Kochi (Cochin) Knowledge Guide
Kochi was the centre of Indian spice trade for many centuries, and was known to the Yavanas (Greeks and Romans) as well as Jews, Syrians, Arabs, and Chinese since ancient times. It rose to significance as a trading centre after the port Muziris around Kodungallur (Cranganore) was destroyed by massive flooding of Periyar in 1341. The earliest documented references to Kochi occur in books written by Chinese voyager Ma Huan during his visit to Kochi in the 15th century as part of Admiral Zheng He's treasure fleet. There are also references to Kochi in accounts written by Italian traveller Niccolò Da Conti, who visited Kochi in 1440.On the Malabar coast during the early 15th century, Calicut and Kochi were in an intense rivalry, so the Ming dynasty of China decided to intervene by granting special status to Kochi and its ruler known as Keyili (可亦里) to the Chinese. Calicut had been the dominant port-city in the region, but Kochi was emerging as its main rival. For the fifth Ming treasure voyage, Admiral Zheng He was instructed to confer a seal upon Keyili of Kochi and enfeoff a mountain in his kingdom as the Zhenguo Zhi Shan (鎮國之山, Mountain Which Protects the Country). Zheng He delivered a stone tablet, inscribed with a proclamation composed by the Yongle Emperor himself, to Kochi. As long as Kochi remained under the protection of Ming China, the Zamorin of Calicut was unable to invade Kochi and a military conflict was averted. The cessation of the Ming treasure voyages consequently had negative results for Kochi, as the Zamorin of Calicut would eventually launch an invasion against Kochi. In the late 15th century, the Zamorin occupied Kochi and installed his representative as the king of the port-city. According to many historians, the precursor state to Kingdom of Kochi came into existence in the early 12th century, after the fall of the Chera Kingdom. The reign of the Kingdom was hereditary, and the family that ruled over the region was known as the Perumpadappu Swaroopam in the local vernacular. Portuguese navigator, Pedro Álvares Cabral founded the first European settlement in India at Kochi in 1500. From 1503 to 1663, Fort Kochi (Fort Emmanuel) was ruled by Portugal. This Portuguese period was a harrowing time for the Saint Thomas Christians and the Jews, as the Inquisition was active in Portuguese India. Kochi hosted the grave of Vasco da Gama, the first European explorer to set sail for India, who was buried at St. Francis Church until his remains were returned to Portugal in 1539. The Portuguese rule was followed by that of the Dutch who renamed Fort Immanuel as Fort Stormsburg. In meantime, the Royal Family of Kochi relocated the capital of Kochi Kingdom to Thrissur, leaving nominal authority over Islands of Kochi. In 1664, Fort Kochi Municipality was established by Dutch, making it the first municipality in Indian subcontinent, which got dissolved when Dutch authority got weaker in the 18th century. The remaining part of Kochi were governed by governors of Kochi Kingdom. By 1773, the Mysore ruler Hyder Ali extended his conquest in the Malabar region to Kochi forcing it to become a tributary of Mysore. The hereditary Prime Ministership of Kochi held by the Paliath Achans ended during this period.Meanwhile, the Dutch, fearing an outbreak of war on the United Provinces, signed the Anglo-Dutch Treaty of 1814 with the United Kingdom, under which Kochi was ceded to the United Kingdom in exchange for the island of Bangka, east of Sumatra. However, there are evidences of English habitation in the region even before the signing of the treaty. In 1866, Fort Kochi municipality was reinstalled and its first Municipal Council seating contest was conducted in 1883. In 1896, H.H. Rama Varma XV, The Maharaja of Cochin, initiated local administration by forming town councils in Mattancherry and Ernakulam. In 1907, the Governor of the Madras Presidency, Sir Arthur Lawley and his brother, Beilby Lawley, 3rd Baron Wenlock, Governor of Madras, 1891 to 1896, left for an official tour of Cochin and Travancore, which lasted from 25 January to 14 February. On 26 January, they were met by His Highness the Rajah of Cochin who gave a State Dinner in their honour at Ernakulam. By the 1870s, the capital of Kochi Kingdom was relocated again to Kochi Suburb of Tripunithura. In 1910, Ernakulam became the administrative capital of Kochi Kingdom with establishment of Royal Secretariat and State Durbar. The offices of the Diwan and High court were soon moved into Ernakulam.In 1925, Kochi legislative assembly was constituted due to public pressure on the state. Towards the early 20th century, trade at the port had increased substantially, and the need to develop the port was greatly felt. Harbour engineer Robert Bristow was brought to Kochi in 1920 under the direction of Lord Willingdon, then the Governor of Madras. In a span of 21 years, he transformed Kochi as one of the safest harbours in the peninsula, where ships berthed alongside the newly reclaimed inner harbour equipped with a long array of steam cranes.In 1947, when India gained independence from the British colonial rule, Cochin was the first princely state to join the Indian Union willingly. In 1949, Travancore-Cochin state came into being with the merger of Cochin and Travancore. The King of Travancore was the Rajpramukh of the Travancore-Cochin Union from 1949 to 1956. Travancore-Cochin, was in turn merged with the Malabar district of the Madras State. Finally, the Government of India's States Reorganisation Act (1956) inaugurated a new state—Kerala—incorporating Travancore-Cochin (excluding the four southern Taluks which were merged with Tamil Nadu), Malabar District, and the taluk of Kasargod, South Kanara. On 9 July 1960 the Mattancherry council passed a resolution—which was forwarded to the government—requesting the formation of a municipal corporation by combining the existing municipalities of Fort Kochi, Mattancherry, and Ernakulam. The government appointed a commission to study the feasibility of the suggested merger. Based on its report, the Kerala Legislative Assembly approved the corporation's formation. On 1 November 1967, exactly eleven years since the establishment of the state of Kerala, the Kochi Municipal Corporation came into existence. The merger leading to the establishment of the corporation, was between the municipalities of Ernakulam, Mattancherry and Fort Kochi, along with that of the Willingdon Island, four panchayats (Palluruthy, Vennala, Vyttila and Edappally), and the small islands of Gundu and Ramanthuruth. Kochi and Ernakulam district formed on 1 April 1958 carving areas of erstwhile Travancore-Kochi-Malabar kingdoms. Major portion of the district is from the Kochi kingdom.The city's economic growth gathered momentum after economic reforms in India introduced by the central government in the early-1990s. Since 2000, the service sector has energised the city's economy. The establishment of several industrial parks based on IT and other port based infrastructure triggered a construction and realty boom in the city. Over the years, Kochi has witnessed rapid commercialisation, and has today grown into the commercial hub of Kerala.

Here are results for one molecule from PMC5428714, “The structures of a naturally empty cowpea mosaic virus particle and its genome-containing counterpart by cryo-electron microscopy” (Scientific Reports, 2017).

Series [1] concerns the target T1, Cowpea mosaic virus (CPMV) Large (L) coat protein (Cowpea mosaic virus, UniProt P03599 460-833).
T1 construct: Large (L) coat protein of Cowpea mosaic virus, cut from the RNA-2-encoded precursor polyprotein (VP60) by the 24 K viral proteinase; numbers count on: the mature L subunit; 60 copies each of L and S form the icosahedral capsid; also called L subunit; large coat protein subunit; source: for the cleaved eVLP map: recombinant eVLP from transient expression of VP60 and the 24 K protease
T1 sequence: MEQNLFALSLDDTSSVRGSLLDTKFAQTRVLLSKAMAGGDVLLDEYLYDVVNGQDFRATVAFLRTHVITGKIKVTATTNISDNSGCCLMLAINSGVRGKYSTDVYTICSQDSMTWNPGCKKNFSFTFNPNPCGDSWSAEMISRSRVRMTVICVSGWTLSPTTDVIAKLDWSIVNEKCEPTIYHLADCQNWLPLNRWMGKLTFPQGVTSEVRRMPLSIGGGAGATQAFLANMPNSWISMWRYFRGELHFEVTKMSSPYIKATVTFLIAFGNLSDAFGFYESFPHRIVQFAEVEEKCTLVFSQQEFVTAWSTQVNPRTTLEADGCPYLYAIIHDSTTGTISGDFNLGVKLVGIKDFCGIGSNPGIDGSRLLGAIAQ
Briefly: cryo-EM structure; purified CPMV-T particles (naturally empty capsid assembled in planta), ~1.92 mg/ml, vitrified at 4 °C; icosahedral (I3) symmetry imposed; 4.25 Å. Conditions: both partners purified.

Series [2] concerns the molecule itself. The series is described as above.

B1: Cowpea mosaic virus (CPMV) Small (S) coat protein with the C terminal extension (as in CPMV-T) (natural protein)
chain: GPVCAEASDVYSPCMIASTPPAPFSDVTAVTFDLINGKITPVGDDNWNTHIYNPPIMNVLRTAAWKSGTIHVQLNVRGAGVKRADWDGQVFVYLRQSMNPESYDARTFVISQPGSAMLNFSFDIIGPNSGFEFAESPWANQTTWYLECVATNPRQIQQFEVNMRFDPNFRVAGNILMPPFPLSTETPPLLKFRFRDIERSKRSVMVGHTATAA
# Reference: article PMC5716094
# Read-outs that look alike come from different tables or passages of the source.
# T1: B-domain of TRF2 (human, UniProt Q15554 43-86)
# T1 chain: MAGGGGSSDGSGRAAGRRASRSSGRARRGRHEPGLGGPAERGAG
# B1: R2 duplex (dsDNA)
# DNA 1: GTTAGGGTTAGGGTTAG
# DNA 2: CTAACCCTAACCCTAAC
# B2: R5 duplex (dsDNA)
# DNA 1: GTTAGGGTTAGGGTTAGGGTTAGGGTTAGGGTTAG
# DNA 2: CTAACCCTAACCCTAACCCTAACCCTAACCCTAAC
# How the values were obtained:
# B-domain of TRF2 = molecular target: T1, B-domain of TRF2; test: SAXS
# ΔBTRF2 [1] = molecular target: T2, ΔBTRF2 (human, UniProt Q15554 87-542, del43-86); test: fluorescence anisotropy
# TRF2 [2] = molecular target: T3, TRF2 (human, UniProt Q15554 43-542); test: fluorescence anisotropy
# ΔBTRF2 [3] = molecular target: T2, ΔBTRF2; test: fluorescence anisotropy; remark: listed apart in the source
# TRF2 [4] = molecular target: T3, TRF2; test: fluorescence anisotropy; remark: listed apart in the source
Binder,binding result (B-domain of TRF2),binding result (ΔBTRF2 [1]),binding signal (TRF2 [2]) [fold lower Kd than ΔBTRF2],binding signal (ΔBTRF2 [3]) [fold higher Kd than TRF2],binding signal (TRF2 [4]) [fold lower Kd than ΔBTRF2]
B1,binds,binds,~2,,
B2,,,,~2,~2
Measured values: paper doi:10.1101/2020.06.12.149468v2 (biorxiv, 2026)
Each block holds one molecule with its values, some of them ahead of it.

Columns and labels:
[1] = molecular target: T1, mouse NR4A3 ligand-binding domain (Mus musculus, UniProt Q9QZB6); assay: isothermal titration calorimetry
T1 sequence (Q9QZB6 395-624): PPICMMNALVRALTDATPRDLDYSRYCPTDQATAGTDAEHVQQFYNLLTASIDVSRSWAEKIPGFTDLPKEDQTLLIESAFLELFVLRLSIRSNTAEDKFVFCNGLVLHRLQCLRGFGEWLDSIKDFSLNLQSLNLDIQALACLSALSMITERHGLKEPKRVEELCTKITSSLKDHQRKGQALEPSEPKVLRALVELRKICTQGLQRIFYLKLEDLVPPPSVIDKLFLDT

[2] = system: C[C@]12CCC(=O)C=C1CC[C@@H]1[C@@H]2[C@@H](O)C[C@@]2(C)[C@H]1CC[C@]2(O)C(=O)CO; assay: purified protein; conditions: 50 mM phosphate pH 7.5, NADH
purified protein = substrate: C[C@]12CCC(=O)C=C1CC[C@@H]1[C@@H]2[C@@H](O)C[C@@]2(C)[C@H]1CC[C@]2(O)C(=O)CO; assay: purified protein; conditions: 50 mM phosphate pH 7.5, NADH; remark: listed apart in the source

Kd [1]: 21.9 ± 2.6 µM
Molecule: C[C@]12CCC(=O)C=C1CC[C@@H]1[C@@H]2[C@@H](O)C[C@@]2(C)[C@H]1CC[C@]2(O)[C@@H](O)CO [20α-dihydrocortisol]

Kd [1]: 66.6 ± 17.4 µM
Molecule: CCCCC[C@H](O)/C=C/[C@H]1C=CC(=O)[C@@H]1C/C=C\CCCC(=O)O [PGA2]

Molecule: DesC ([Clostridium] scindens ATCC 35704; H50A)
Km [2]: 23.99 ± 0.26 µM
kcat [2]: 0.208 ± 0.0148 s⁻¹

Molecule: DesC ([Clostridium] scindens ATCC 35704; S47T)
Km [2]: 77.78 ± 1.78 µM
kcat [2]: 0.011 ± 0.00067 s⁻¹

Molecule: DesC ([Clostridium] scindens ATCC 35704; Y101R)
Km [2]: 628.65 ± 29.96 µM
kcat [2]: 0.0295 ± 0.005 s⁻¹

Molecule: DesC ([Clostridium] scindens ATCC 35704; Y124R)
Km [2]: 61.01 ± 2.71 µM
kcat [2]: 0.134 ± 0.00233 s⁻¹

As a result of successive waves of migration over the course of several centuries, the population of the city is a mix of people from all parts of Kerala and most of India. The pan-Indian nature is highlighted by the substantial presence of various ethnic communities from different parts of the country. Kochi has a diverse, multicultural, and secular community consisting of Malayalis, Konkanis, Gujaratis, Bengalis, Marathis, Punjabis, Tamilians, Kannadigas, Biharias, Anglo Indians and a few families of Jews among other denominations. The city once had a large Jewish community, known as the Malabar Yehuden—and now increasingly as Cochin Jews—who figured prominently in Kochi's business and economic strata and owned several Synagogues across Kochi and nearby areas such as Chendamangalam, Paravur or Mala. Kochi was one among the seven diocese of Syrian Orthodox (Jacobite Syrian Christian Church) in Kerala formed in 1876. The seat of the Bishop is at St George Cathedral, Karingachira. Also At Mary's Cathedral Elamkulam, seat of bishop of Simhasana churches of Jacobites is in the City. The seat of Roman Catholic Cathedral of Kerala's first Archdiocese Archdiocese of Verapoly and the first diocese Diocese of Cochin are located in the city. The Syro-Malabar Church, one of the 22 sui iuris Eastern Catholic Churches and a part of the Saint Thomas Christian community, has its seat at Ernakulam. Prominent places of Christian worship include the St. Mary's Syro-Malabar Catholic Cathedral Basilica, Ernakulam, St. Francis Assisi Roman Catholic Cathedral, Ernakulam, Basilica of Our Lady of Ransom, Vallarpadam-Ernakulam, Santa Cruz Basilica Roman Catholic Cathedral, Fort Kochi, St. Antony's Shrine at Kaloor, St. George Forane Church, Edappally and . Appropriate to its multi-ethnic composition, Kochi celebrates traditional Kerala festivals like Onam and Vishu along with North Indian Hindu festivals like Holi with great fervour. Christian and Islamic festivals like Christmas, Easter, Eid ul-Fitr and Milad-e-sherif are also celebrated. A merry making fest called the Cochin Carnival is celebrated at Fort Kochi during the last ten days of December.The residents of Kochi are known as Kochiites; they are an important part of the South Indian culture. However, the city's culture is rapidly evolving with Kochiites generally becoming more cosmopolitan in their outlook. The people are also increasingly fashion-conscious, often deviating from the traditional Kerala wear to western clothing. Kochiites generally partake of Keralite cuisine, which is generally characterised by an abundance of coconut and spices. Other South Indian cuisines, as well as Chinese and North Indian cuisines are popular. Fast food culture is also very prominent. Being a tourist hotspot, Fort Kochi have a number of restaurants that offer international cuisine, like Italian, French, Mexican etc. Being close to the ocean and the backwaters, Kochi has an abundance of seafood, which reflects in the cuisine. A service known as You Buy, We Cook is available at the waterfront of Fort Kochi, where the fresh seafood purchased from the nets is cooked as per the customers needs. Arabian food joints that serve Shawarma and roasted chicken are a new addition to the fast food scene in the city. Kochi also has a number of shopping malls including Oberon Mall, Gold Souk Grande, Bay Pride Mall, Centre Square Mall, Abad Nucleus Mall and LuLu Mall, which is the largest shopping mall in India in terms of total leasable area of 17 acres (7 ha). Various shopping malls are expected to open in the city in the near future including Forum Thomsun Mall.Kochi also has the most number of five star hotels in the state. These include international hotel brands like Crowne Plaza, Marriott, Grand Hyatt, Sheraton, Le Méridien, Radisson Blu, Holiday Inn, Ramada, Ibis, Taj Malabar, The Gateway etc. Kochi was home to some of the most influential figures in Malayalam literature, including Changampuzha Krishna Pillai, Kesari Balakrishna Pillai, G. Sankara Kurup, and Vyloppilli Sreedhara Menon. Prominent social reformers such as Sahodaran Ayyappan and Pandit Karuppan also are from Kochi. The Kochi International Book Festival is an annual event. The Maharajas of Kochi (then Cochin) were scholars who knew the epics and encouraged the arts. The paintings at the Hill Palace and the Dutch Palace are testimony to their love for arts. Kochiites are known for their enthusiasm in sports, especially football and cricket. The Jawaharlal Nehru International Stadium in Kochi is one of the largest stadiums in India with floodlights for Cricket and Football matches. The Regional Sports Centre is an important centre of sporting activity in the city. Kochi is reportedly the 6th best city in India according to the livability index of 2011.